Michelle Thigpen walks out of the media center at Southwest Elementary in High Point, apologizing for a mess that doesn’t seem to be there.
“We’ve got to piecemeal the stripping and waxing with summer school going on,” says Thigpen, an 18-year veteran principal, as she walks down a tidy hallway. It doesn’t take long to realize she runs a tight ship and has lofty standards.
Down the hall, the rooms are abuzz with students. Lots of them. At first glance, you might think they’re at camp — what with all the games and laughter. But there’s learning happening. Thigpen has the math and reading scores to prove it.
“We are seeing growth,” she says, adding that she expects growth. Last year, her school received an A for performance and a 100 for growth on the state report card. “I expect my staff and myself to give the students our best every day, and we expect our students to give their best every day — so that they can be successful.”
VIDEO: A peek inside summer school at Southwest Elementary
In a typical year, Southwest Elementary wouldn’t house its own summer school, but this year is different.
Usually Guilford County Schools designates one site to host students from three or four schools. In past years, Thigpen said, she’d expect summer enrollment of 30 to 40 of her kids. The school has about 800 students, the most of any elementary school in GCS (which is the state’s third-largest district).
This summer, though, North Carolina students spent most of this past school year in remote or hybrid learning because of the COVID-19 pandemic. To bolster in-person learning opportunities, the General Assembly passed House Bill 82 in April, which mandated that every district offer at least 150 hours or 30 days of summer school.
At Southwest Elementary, 176 kids attended.
“It’s very, very important that we stay on top of the individual needs of our students and that we remove any barrier they may have,” Thigpen said. “I expect us to do that, COVID or not. But with COVID, it was even more important that we were doing that intentionally. And the teachers that are here, 99.9% of them believe in that.”
Thigpen is high on “collective efficacy” — which she said is the belief among educators at her school that they can do anything together. Last year, that meant reaching and teaching kids, whether they could arrive in person or not. Every grade-level end-of-grade score she has received so far suggests the teachers succeeded. All of them went up, she said, adding that she’s awaiting fourth- and fifth-grade reading results.
Despite strong scores, administrators at Southwest Elementary pushed hard to get as many students as possible enrolled in summer school. They wanted to keep pushing kids toward mastering content. Plus, she said, consistency over the summer helps her students — and teachers.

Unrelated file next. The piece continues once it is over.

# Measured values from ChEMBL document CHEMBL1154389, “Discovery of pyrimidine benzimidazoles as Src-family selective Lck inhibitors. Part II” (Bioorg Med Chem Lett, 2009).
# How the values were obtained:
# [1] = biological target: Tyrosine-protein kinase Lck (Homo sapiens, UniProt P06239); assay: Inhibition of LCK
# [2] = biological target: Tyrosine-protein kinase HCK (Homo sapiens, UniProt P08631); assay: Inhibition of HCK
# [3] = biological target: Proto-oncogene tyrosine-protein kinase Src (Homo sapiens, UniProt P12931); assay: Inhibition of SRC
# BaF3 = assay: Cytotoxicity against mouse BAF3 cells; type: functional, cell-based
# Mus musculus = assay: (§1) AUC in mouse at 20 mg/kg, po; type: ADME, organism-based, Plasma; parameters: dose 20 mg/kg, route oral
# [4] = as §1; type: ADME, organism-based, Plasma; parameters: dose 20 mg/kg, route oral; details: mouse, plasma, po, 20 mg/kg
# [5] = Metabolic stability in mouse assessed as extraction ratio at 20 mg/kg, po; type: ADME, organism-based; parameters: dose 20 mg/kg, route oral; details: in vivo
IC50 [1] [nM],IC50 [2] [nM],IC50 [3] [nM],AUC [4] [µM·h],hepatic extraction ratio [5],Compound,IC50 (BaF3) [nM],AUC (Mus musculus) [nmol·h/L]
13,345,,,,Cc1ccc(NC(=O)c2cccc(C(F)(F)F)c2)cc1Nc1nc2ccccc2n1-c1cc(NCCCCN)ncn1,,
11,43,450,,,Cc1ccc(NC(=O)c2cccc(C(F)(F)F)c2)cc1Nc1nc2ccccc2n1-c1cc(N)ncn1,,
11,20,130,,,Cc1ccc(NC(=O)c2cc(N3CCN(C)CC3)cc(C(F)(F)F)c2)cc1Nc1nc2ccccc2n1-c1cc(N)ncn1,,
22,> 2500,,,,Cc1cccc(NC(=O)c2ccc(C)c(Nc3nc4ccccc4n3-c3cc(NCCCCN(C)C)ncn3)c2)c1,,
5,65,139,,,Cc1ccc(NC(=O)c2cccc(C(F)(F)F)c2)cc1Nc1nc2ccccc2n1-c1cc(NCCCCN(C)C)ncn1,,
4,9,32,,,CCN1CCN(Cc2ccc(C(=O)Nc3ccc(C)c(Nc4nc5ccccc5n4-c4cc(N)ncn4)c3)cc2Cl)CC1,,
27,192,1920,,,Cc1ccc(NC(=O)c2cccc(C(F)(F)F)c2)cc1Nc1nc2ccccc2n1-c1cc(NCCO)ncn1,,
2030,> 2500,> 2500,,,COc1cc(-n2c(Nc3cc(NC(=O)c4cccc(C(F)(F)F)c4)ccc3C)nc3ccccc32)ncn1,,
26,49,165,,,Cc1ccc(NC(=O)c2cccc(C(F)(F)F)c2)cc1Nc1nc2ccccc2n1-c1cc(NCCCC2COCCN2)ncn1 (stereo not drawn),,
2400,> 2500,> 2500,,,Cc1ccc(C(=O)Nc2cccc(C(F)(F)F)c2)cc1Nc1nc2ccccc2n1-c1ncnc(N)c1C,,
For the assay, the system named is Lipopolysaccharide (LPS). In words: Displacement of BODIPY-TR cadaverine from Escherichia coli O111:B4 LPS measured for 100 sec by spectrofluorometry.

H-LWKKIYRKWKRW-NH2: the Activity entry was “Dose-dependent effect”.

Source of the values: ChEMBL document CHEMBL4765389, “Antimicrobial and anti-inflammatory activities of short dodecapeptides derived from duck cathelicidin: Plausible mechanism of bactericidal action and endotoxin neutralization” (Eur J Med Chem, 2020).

“I know it’s hard,” she said of her teachers’ challenges. “I know they’re exhausted, and they haven’t had any down time. But it’s also helped us so that we can keep digging deeper and keep providing that feedback and coaching so that we can be even stronger for August.”
To make sure students got the most out of the summer school experience, administrators and teachers at Southwest went through every student’s end-of-year NWEA reading and math scores to find areas for improvement. They then grouped students by skill gaps and focused on bridging those for each student.
“We have to stay focused on teaching the skills and standards,” Thigpen said. “That’s the most effective thing to do — making sure you, as the teacher, know what the students need to be successful with, to completely master that skill and standard.”
After each three-week summer session, teachers tested the students again to see whether they made gains. Thigpen said she’s processing the data now, and she’s seeing growth.
Guilford County Schools also paid tutors to work at elementary schools for summer camps. The tutors were from area high schools and worked one-on-one with elementary students throughout the day. Southwest hosted two tutors from nearby high schools.
Thigpen said teachers focused on social-emotional learning, too, and used the opportunity to spend extra time with students who have learning differences.
The district received $3.3 million in COVID-relief funds for its summer learning program. It received about $40 million in total COVID-relief funds, which allowed it to provide physical resources to summer school students. Students take home three books and get a device — iPads for K-3 students and Chromebooks for fourth- and fifth-graders.
“It’s enabled us to be even more intentional with meeting the needs of our students,” Thigpen said.
While the occasional student arrives less than eager to be in school over the summer, Thigpen said, kids have mostly shown up with smiles on their faces. And the teachers have, too.
“Something happens and you realize that you have to make the most of each and every single day,” she said. “I preach that and try to live that by example for everybody — that a day that we do not give our students our best is a day gone wrong.”